BREEZY CHILL: The work week begins rather tranquil, with the exception of a breezy and chilly day today. Northwest flow continues, which will hold the clouds around early in the day. Despite the stiff breeze from the NW 10-20 gusting to 30mph, the flow aloft will shift a bit allowing for some sunshine to make the return through the afternoon hours. Some early flurries in our northwest counties should subside during the morning. Highs today will top out near 40°. Overnight, we’re clear and into the middle 20s.
We start with sunshine Tuesday and temps will rise into the low to middle 40s. Then clouds begin to arrive ahead of Wednesday’s storm.
WEDNESDAY STORM: Ok, we have better model agreement now that the storm is over the U.S. and we can shove more raw data into the models. The outputs are still painting a “bulls-eye” of snowfall, which stays mainly to our west and south. With that being said, subtle changes to track, moisture, and intensity could make for big changes to our forecast. Some models still have us very dry, but we’re on the edge of heavy snows. So here’s what we’ll break it down into.
WHAT WE KNOW:
This will be a significant snow storm for some, likely the mountains of WV, VA, MD. The highest amounts locally will be to our south and west, along the PA/MD border. The timing looks like after dark Tuesday until Wednesday evening, with lingering effects through Thursday morning. Heaviest will be during the day Wednesday. Significant totals are now clipping parts of Franklin county.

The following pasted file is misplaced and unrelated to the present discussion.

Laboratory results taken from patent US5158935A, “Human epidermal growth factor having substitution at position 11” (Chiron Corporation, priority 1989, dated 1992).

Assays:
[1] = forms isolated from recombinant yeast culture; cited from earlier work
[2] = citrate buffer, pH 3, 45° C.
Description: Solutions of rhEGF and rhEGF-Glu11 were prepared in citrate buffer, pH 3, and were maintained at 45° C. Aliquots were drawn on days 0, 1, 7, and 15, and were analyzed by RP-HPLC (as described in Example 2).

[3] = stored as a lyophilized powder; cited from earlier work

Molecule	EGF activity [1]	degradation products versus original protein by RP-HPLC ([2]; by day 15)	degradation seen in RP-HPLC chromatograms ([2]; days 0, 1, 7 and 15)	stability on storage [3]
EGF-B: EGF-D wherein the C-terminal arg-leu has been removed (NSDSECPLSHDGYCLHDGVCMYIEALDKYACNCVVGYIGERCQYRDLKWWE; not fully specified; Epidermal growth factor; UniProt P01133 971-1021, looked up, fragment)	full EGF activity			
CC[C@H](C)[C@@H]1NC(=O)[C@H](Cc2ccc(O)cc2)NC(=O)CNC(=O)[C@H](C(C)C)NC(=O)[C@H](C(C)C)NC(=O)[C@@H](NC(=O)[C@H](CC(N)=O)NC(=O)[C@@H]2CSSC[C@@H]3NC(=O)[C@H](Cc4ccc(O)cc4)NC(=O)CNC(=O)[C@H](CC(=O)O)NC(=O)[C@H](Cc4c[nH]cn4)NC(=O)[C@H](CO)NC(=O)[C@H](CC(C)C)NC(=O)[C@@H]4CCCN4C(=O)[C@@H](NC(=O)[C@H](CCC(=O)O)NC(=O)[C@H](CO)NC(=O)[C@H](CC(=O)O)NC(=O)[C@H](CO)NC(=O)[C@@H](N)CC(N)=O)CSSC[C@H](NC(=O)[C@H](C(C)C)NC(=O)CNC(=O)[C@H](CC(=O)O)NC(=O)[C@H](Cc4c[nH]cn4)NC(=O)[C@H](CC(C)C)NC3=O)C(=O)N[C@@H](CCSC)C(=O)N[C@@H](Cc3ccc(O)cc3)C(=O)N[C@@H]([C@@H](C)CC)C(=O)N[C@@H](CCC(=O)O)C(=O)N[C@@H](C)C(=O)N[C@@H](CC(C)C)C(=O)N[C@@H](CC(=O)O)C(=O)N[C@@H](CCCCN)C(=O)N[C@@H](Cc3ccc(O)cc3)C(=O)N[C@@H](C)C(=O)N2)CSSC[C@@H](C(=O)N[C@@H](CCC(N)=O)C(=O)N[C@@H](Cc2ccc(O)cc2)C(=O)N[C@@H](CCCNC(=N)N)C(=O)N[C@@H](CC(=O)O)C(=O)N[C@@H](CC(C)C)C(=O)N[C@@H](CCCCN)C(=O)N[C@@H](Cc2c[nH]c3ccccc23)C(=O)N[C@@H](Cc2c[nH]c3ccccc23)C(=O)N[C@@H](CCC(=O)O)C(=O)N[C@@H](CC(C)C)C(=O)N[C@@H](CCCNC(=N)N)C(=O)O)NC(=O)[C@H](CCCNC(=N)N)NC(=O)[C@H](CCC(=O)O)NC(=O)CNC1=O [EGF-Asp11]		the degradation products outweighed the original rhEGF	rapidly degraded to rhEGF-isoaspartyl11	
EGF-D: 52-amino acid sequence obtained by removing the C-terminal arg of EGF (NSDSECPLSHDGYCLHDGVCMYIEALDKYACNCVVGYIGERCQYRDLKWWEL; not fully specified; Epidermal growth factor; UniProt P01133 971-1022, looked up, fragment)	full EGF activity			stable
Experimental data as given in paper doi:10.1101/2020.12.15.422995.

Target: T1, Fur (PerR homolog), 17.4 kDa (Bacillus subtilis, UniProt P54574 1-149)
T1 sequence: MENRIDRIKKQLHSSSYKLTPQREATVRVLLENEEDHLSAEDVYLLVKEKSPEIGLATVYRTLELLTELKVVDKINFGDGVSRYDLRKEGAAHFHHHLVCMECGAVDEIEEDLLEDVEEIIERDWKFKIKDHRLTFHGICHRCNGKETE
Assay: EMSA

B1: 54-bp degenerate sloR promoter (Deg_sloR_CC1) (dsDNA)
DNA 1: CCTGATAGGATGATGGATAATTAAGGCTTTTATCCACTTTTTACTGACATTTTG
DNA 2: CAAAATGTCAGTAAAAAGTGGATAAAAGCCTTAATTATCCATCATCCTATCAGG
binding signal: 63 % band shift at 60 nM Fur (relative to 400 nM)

WHAT WE DON’T KNOW:
We still don’t know for sure exactly where that “bulls-eye” will set up shop. Confidence is growing that it stays south and west of us, but we’re still nearly two days away from the event. Much can change. We also aren’t close to giving snow totals for the region yet. NWS feels confident that accumulating snow is likely for counties just to our west in PA. Confidence is not high enough for our area just yet. Subtle changes in track/moisture/ect. can make for huge differences in our forecast. Temperatures should be fine for accumulations, but a few degrees can make a huge difference.
(Courtesy Earl Baker’s Severe Weather Page. These are two models, run at the same time using different mathematics. Notice the vast difference in snowfall totals across the mid-state because they handle the track and intensity of the storm differently. These are two of many models we use to forecast snow. These are not official forecasts, just a visual to show you why we are not forecasting snow totals for our area yet.)
So the bottom line is to stay prepared for a snow storm on Wednesday. We’ll likely see flakes flying, but the accumulations are still very much up in the air right now. Models are painting a sharp gradient of snowfall right now. Stay tuned.
WEDNESDAY STORM: The storm moves out Thursday and we gradually return to sunshine and milder weather as we move into the weekend. It looks like anything we get on Wednesday will likely melt into the weekend as temperatures climb under sunny skies. We’re in the mid 40s Thursday and rise to near 50° on Sunday. For now, we look to remain dry through the weekend.
Here’s to a perfect Monday!